The contemporary surge of liberalism mostly represents to me evolving human rights issues, better thinking and action for social and economic equality, understanding differences, establishing justice for peoples who have been disenfranchised, humiliated or murdered for their sexual preference or their skin color, or both. I remember how we fundamentalists automatically judged those people sinners.
But even under reasonable presidents, have we noticed and dealt with the multi-billion-dollar corporations and banks, the federal contracts, dark money, the Wall Street gamers, gerrymanderers, lobbyists pumping billions into politicians – have we already let them steal the prospects of a livelihood for the next generation? Have we noticed the escalating number of homeless people with heartbreaking addictions? The rise of child poverty numbers in a wealthy country and the under-funding of their schools?
Recently, one of my liberal women friends in a book club was shocked that I was reading David Brooks’ The Social Animal. “He’s a conservative! she gasped. It also happens that Mr. Brooks is a good writer and has articulated some complex ideas. Was I really to worry that I would be tainted? This cultural war is not healthy pluralism.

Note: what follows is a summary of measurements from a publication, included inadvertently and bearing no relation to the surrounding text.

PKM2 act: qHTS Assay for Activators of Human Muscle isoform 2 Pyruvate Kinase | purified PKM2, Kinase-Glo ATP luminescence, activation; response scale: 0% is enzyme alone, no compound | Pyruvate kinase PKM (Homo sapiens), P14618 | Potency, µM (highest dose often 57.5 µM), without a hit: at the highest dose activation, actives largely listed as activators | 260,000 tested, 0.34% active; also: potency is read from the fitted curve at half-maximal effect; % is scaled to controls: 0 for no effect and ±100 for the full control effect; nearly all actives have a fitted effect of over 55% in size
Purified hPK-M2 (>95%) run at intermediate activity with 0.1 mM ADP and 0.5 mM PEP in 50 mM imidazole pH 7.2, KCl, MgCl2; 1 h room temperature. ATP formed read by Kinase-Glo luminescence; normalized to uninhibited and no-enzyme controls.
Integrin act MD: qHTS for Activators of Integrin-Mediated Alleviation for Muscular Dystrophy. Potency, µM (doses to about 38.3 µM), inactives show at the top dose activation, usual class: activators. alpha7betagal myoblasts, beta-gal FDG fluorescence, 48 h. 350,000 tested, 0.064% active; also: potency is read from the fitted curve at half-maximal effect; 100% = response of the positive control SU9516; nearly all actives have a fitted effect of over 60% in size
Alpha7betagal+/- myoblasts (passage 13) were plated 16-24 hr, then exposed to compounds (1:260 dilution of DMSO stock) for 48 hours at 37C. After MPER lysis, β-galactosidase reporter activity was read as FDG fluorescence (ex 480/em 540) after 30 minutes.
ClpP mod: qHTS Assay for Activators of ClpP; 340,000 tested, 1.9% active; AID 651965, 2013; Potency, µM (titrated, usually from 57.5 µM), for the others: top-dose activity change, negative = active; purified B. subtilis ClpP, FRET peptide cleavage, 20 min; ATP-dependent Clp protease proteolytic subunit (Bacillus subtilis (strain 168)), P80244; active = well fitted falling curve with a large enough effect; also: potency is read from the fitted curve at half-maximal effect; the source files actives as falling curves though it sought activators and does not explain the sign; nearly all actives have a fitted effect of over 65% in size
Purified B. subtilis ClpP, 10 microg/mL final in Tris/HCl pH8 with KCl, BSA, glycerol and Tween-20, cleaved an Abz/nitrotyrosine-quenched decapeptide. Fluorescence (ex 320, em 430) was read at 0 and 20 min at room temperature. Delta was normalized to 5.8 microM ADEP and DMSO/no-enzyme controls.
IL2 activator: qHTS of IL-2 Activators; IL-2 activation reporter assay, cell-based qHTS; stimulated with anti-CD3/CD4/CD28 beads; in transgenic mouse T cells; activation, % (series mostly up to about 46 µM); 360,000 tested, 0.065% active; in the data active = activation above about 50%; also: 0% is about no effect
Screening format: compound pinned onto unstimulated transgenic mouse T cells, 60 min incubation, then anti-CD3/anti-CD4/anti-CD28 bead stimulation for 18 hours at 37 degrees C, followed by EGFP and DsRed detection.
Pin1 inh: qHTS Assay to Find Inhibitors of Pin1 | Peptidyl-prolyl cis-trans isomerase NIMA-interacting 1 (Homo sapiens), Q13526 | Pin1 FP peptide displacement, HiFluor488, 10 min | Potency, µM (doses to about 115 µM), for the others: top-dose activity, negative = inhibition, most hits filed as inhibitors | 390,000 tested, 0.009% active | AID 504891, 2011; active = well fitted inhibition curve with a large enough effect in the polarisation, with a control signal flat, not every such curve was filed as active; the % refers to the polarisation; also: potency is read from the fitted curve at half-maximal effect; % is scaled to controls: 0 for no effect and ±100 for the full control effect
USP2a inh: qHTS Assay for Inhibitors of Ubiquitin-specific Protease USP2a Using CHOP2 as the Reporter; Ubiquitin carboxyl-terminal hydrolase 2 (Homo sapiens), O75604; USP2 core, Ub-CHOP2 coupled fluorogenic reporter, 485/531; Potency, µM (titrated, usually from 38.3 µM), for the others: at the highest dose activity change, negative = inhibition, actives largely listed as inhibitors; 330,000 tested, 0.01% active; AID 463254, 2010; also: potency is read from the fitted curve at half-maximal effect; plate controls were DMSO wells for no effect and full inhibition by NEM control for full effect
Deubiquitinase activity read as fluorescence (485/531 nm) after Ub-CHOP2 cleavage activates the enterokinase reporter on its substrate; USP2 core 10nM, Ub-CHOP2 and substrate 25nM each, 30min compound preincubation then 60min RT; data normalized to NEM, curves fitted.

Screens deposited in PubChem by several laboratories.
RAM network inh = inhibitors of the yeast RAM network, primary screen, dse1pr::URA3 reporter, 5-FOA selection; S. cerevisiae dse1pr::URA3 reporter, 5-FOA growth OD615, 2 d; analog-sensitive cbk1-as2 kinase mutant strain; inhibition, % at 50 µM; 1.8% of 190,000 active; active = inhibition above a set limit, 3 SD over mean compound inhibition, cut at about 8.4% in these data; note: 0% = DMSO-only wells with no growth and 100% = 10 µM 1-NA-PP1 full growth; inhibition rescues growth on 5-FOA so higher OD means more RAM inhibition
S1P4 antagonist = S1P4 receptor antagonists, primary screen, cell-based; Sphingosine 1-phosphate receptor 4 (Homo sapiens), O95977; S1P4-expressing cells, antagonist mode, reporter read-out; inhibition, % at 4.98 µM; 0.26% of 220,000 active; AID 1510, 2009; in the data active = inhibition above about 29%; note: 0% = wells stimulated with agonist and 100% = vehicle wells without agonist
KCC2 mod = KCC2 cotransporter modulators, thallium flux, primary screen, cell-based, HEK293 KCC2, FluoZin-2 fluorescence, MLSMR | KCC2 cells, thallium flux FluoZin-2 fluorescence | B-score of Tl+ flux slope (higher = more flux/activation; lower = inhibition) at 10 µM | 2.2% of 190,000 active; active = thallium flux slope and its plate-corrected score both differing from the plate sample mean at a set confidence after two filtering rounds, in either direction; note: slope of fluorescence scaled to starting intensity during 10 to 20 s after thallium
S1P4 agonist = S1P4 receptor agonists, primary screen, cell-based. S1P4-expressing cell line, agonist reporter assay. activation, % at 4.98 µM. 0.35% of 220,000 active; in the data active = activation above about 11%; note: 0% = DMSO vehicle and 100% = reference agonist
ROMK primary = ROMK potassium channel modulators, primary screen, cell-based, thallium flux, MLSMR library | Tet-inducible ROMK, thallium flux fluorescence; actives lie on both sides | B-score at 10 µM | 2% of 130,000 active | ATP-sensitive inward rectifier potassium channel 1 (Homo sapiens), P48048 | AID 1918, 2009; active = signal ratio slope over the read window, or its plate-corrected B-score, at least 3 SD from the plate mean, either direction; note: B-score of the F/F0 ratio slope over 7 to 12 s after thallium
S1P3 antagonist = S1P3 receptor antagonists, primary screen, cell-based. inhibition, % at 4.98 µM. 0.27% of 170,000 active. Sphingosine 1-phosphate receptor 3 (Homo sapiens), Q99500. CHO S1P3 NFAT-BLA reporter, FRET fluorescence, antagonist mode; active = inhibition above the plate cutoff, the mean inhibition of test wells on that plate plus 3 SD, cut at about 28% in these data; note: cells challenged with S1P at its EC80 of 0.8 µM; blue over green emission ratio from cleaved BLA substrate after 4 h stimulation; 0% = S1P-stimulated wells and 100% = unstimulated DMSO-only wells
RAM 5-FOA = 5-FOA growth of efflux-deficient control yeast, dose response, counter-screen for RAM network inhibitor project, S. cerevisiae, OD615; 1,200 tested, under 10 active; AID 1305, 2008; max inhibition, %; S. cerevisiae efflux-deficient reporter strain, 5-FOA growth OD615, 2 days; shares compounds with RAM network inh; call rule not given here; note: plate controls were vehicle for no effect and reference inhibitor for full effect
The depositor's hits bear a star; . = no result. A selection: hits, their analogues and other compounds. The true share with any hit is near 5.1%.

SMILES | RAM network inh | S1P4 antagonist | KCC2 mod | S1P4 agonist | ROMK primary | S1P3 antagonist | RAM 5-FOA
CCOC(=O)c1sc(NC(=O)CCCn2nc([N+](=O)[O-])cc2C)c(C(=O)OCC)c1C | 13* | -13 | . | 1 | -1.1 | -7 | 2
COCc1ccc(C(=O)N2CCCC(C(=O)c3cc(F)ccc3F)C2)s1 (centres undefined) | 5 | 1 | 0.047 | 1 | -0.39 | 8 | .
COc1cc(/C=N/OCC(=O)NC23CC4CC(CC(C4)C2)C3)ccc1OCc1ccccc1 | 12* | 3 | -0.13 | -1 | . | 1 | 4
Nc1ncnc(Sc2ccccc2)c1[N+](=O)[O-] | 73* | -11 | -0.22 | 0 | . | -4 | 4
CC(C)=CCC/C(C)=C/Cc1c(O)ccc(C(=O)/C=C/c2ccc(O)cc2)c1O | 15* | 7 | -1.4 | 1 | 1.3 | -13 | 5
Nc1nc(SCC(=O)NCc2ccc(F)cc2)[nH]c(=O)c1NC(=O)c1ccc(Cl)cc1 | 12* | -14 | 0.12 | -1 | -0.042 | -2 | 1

I’m trying to apprehend how to live my civic life as a We thing, which is the gist of pluralism. Our present institutions are mostly structured top down and American life is viewed as a power struggle within the factory model. Or a big triangle on the American dollar. This does not need to engender demagogues and followers, but in the digital age, the way public “discourse” is proceeding, it has.
We face some tough problems that are being exacerbated by our positions of in-it-for-me – government continuing to operate in the clutches of big business, for example; or in it for “my team,” aka the politically correct agenda. I’m interested in the view of work from the book, The Power of Positive Deviance, demonstrating that, while we know much about how to prevent the suffering and inequality in our nation (and world), we aren’t taking a We stance to do anything about it. The current POTUS thrives on division as he lines the pockets of his cronies and global pals.
Fundamentalist doctrine infers that a nation gets the leadership it deserves, that a healthy nation is upright, traditional, and thus, godly. This is defined outwardly: Does the president hold a prayer meeting? Does his family go to church? Is he against abortion? That’s all it takes to be accepted by the conservative.